Santa Corona: one of the oldest and most important churches of the city, this 13th century church first endowed by the bishop of Verona, the Blessed Bartholomew of Breganze, to shelter one of the thorns from Christ's crown. It was under the purview of the Dominicans after the death of Ezzelino III da Romano. It houses paintings by Montagna (The Magdelene), Bellini (Baptism of Christ) and others; the crypt hosts the Valmarana chapel by Palladio. The church underwent a major restoration in 2012.
San Giorgio in Gogna: one of the oldest churches in the city, built before the year 1000. with a Romanesque facade. The outer walls consist of agglomerates of different materials (brick, stone, marble salvaged from other buildings) are clearly a demonstration of the origin of the construction craft, which can be seen especially in the polygonal apse. It was restored by the diocese in 2011.
San Lorenzo (1280): church built by minorites in mixed Gothic and Lombard Romanesque styles. Located along Corso Fogazzaro facing the central Piazza San Lorenzo, it hosts the tombs of illustrious Vicentines and is served by the Conventual Franciscans.
Santa Maria Nova: late 16th-century church is the only religious architecture designed and built by Palladio in Vicenza, apart from the Valmarana chapel and the limited interventions in the cathedral.
Santa Maria in Araceli (1244): church later refurbished by Guarini in Baroque style, formerly belonged to the Clarisses, contains statues by Orazio Marinali and Cassetti, and the reproductions of original altarpieces by Piazzetta and Tiepolo (now at the Pinacotheca Civica).
Santa Maria of the Servites: church in Piazza Biade adjacent to the Piazza dei Signori, was commissioned in the early 15th century by the order of the Servants of Mary. The church portal was executed in the studio where Andrea Palladio worked at the beginning of his career and would be one of his earliest works. In the cloister in 1319 took place miracles of St. Philip Benizi de Damiani.
San Marco in San Girolamo (early 18th century): late baroque church built by the Discalced Carmelites on a previous convent and church of the Jesuati. The architect is unknown, but inside it is clear the influence of the style of the Venetian Giorgio Massari. After the Napoleonic abolition of the religious orders and their convents, it became in 1810 the church of San Marco, one of the oldest parishes in the city. It hosts many works by Vicentine and Venetian artists of the early 18th century, including some masterpieces. The sacristy preserves the complete original furniture of the time.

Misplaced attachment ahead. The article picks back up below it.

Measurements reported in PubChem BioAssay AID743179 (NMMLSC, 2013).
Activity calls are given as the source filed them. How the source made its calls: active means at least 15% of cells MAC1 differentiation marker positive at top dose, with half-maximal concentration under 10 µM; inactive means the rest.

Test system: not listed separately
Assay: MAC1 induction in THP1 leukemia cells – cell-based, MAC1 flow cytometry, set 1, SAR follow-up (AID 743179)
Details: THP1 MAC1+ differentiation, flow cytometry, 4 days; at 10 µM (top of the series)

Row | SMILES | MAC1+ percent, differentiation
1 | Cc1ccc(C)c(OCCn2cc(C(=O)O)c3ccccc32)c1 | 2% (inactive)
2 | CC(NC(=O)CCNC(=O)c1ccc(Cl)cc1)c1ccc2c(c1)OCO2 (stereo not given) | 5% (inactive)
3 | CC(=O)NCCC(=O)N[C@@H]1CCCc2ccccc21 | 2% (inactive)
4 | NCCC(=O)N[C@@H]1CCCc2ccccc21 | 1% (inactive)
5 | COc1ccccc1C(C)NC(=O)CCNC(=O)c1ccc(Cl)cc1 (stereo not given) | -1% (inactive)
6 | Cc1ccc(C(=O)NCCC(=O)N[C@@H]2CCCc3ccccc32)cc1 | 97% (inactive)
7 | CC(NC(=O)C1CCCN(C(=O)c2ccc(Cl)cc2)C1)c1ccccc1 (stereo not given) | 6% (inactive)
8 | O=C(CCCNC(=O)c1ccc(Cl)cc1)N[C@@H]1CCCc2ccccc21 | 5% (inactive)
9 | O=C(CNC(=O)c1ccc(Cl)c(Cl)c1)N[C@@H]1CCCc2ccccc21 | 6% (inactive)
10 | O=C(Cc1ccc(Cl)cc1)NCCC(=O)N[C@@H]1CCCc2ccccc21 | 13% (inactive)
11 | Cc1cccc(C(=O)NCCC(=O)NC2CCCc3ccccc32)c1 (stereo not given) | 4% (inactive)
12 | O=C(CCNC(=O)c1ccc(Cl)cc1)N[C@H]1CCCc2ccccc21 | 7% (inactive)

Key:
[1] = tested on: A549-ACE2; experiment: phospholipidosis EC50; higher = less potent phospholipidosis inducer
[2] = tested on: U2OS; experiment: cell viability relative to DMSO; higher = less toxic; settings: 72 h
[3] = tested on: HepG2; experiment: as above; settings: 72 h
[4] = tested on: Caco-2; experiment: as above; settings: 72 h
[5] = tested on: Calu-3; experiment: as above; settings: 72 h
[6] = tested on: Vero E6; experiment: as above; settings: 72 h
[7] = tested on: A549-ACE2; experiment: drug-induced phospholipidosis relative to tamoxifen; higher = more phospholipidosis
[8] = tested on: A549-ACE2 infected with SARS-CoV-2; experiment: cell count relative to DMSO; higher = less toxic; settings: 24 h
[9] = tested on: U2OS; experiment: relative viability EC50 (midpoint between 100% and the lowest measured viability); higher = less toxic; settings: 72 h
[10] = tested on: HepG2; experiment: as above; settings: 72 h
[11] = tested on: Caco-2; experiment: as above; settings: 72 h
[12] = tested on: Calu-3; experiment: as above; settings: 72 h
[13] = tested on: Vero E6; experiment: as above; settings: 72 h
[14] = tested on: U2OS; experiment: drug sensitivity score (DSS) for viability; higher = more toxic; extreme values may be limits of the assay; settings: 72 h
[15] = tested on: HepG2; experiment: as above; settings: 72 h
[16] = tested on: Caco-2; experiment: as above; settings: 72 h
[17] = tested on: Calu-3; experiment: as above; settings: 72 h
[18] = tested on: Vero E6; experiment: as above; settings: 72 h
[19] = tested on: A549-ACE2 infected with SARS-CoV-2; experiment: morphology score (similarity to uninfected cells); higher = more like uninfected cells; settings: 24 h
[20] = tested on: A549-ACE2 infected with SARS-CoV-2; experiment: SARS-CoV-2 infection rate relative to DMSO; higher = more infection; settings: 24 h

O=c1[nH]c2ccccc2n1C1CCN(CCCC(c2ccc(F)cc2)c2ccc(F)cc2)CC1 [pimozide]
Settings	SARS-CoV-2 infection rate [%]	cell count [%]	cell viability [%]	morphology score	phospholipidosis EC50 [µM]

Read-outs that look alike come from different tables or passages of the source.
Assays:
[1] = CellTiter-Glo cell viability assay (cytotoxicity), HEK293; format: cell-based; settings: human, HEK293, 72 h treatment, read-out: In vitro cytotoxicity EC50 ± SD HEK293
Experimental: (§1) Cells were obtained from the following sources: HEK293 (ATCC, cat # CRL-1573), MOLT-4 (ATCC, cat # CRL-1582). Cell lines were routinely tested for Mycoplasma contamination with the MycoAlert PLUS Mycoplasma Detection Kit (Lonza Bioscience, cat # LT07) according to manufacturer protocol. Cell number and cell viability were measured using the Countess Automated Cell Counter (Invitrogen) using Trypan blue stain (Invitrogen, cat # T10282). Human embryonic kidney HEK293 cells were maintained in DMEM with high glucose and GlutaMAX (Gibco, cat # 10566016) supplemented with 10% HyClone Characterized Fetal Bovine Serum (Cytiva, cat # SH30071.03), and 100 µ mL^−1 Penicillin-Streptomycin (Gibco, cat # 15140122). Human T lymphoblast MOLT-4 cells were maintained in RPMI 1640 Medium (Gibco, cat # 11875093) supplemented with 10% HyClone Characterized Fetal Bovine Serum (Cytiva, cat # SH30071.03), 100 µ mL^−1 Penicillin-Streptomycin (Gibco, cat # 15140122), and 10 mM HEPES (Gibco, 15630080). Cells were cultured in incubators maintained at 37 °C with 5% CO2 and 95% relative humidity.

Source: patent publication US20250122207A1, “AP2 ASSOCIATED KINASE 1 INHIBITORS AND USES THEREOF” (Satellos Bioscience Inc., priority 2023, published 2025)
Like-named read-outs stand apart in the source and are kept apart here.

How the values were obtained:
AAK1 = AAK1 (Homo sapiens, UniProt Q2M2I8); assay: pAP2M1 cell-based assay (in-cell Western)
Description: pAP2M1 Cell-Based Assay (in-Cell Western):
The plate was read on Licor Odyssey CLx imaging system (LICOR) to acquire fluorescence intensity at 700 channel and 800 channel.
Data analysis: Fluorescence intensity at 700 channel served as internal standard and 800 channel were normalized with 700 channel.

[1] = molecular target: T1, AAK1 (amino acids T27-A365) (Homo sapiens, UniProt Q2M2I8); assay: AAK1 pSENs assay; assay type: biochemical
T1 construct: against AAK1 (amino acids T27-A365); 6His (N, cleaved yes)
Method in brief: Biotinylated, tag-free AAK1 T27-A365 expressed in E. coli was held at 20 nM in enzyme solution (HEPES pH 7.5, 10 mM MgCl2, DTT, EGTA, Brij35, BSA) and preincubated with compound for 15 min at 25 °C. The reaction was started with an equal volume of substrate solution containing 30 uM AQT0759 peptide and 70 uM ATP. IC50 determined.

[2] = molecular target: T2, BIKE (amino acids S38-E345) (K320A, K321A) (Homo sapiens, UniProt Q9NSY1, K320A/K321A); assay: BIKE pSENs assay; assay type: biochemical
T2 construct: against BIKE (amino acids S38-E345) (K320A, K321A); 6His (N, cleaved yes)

San Vincenzo: church dedicated to Saint Vincent of Saragossa – ancient patron of Vicenza – overlooks Piazza dei Signori, facing the Basilica Palladiana, interrupting the smooth texture of the Palazzo del Monte di Pietà. The church was built from the 14th century to the 18th. The baroque façade (1614–1617) hosts two lodges with three arches, in Corinthian and composite style. The lodges are surmounted by a crown with Christ mourned by angels, by Giambattista Albamese, also author of the five statues in the pediment. Behind the lodge there is the ancient church of 1387, offset in relation to the building that has incorporated, with the altar facing east. The interior of the church, as amended in 1499 and again in the 18th century by Francesco Muttoni, was restored in the 1920s. It hosts the ark of Simone Sarego (14th century), the impressive altar, rococo work of Bernardo Tabacco, and the altar of Pietà, masterpiece of a young Orazio Marinali (1689). Within the porch, a red marble stele is engraved with the ancient official linear measures of the Community of Vicenza.